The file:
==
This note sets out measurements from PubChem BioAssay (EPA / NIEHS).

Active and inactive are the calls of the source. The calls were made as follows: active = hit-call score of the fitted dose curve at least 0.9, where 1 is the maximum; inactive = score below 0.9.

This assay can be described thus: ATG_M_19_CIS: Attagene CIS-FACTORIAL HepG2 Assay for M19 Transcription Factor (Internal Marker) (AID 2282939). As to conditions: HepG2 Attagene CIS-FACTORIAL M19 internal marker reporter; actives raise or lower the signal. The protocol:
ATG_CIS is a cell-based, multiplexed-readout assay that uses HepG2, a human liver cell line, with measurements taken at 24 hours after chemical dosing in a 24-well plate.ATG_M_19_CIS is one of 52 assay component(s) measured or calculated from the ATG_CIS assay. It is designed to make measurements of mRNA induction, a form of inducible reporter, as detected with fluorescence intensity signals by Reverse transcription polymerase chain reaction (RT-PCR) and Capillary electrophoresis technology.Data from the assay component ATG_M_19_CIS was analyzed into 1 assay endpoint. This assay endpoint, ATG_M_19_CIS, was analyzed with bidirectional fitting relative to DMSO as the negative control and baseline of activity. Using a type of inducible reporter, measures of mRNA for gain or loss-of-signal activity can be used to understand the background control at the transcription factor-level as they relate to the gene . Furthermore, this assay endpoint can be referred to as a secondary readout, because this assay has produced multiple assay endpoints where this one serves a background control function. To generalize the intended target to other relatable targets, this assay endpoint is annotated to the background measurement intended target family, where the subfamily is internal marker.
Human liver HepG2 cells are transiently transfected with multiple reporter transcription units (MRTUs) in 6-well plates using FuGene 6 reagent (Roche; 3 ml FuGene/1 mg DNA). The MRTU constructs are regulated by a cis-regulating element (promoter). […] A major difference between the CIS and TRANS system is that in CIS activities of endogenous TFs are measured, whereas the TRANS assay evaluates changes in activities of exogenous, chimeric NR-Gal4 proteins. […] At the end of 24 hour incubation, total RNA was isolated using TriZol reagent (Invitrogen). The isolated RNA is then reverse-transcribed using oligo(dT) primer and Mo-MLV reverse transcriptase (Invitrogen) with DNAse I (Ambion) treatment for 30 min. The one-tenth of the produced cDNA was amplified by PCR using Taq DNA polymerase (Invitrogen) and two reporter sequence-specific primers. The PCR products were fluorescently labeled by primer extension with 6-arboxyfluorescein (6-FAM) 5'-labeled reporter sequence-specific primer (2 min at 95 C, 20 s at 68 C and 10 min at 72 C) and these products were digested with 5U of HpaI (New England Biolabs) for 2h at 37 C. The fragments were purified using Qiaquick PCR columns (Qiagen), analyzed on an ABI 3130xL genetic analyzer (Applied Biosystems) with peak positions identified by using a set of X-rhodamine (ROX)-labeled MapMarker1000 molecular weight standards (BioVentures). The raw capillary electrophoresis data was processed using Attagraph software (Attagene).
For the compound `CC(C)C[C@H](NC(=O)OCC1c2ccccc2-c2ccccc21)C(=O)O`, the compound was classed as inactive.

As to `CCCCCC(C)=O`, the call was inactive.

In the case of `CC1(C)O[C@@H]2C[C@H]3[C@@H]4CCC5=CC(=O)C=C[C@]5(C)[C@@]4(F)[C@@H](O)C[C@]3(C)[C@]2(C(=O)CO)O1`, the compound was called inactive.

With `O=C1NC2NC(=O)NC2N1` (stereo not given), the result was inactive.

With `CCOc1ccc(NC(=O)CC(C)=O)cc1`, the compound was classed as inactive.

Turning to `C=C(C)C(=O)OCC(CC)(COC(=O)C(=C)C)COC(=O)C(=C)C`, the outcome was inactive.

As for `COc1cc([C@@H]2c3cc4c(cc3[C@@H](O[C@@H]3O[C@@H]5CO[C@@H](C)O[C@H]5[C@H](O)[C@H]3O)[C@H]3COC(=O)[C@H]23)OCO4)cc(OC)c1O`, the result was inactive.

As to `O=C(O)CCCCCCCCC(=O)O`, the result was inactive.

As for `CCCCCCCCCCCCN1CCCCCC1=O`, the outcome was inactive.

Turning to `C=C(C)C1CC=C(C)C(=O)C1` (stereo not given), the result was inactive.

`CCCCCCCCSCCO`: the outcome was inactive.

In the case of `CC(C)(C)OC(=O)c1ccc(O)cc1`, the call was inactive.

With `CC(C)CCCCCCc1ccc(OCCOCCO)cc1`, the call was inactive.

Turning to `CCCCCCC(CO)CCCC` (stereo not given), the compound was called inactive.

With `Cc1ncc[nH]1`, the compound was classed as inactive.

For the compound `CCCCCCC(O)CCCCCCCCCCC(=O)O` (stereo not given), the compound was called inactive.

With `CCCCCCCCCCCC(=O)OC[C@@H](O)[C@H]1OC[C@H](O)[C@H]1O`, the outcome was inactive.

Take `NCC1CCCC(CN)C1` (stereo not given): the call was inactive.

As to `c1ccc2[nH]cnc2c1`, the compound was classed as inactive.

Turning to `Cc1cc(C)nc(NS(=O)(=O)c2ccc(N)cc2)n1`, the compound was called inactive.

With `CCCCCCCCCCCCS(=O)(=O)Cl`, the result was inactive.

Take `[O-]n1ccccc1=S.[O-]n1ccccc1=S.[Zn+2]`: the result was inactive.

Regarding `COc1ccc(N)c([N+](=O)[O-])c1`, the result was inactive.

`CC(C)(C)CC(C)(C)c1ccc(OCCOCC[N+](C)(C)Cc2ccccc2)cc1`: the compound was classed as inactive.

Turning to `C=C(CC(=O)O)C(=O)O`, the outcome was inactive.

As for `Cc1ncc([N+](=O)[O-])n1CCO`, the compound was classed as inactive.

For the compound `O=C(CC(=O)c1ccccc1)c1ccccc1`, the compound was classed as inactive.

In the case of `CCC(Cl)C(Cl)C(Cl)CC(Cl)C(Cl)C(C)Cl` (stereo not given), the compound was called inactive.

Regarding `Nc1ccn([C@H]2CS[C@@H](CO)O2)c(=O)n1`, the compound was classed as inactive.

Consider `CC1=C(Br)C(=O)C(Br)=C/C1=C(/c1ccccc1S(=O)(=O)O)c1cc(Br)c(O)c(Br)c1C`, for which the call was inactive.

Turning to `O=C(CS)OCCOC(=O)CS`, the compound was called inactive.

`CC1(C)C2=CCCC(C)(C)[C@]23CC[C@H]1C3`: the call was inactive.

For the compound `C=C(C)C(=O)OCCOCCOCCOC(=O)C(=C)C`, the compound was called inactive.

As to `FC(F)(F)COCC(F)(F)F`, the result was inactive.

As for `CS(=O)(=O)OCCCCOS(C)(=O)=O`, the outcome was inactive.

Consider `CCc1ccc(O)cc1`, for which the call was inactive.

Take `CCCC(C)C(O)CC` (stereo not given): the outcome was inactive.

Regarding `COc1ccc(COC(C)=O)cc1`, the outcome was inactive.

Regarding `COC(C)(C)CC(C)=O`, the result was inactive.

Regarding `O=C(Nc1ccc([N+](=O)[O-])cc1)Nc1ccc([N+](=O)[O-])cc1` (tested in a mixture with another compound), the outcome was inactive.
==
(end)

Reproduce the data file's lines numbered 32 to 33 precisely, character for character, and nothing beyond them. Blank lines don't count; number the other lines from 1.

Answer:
For the compound `O=C(CC(=O)c1ccccc1)c1ccccc1`, the compound was classed as inactive.

In the case of `CCC(Cl)C(Cl)C(Cl)CC(Cl)C(Cl)C(C)Cl` (stereo not given), the compound was called inactive.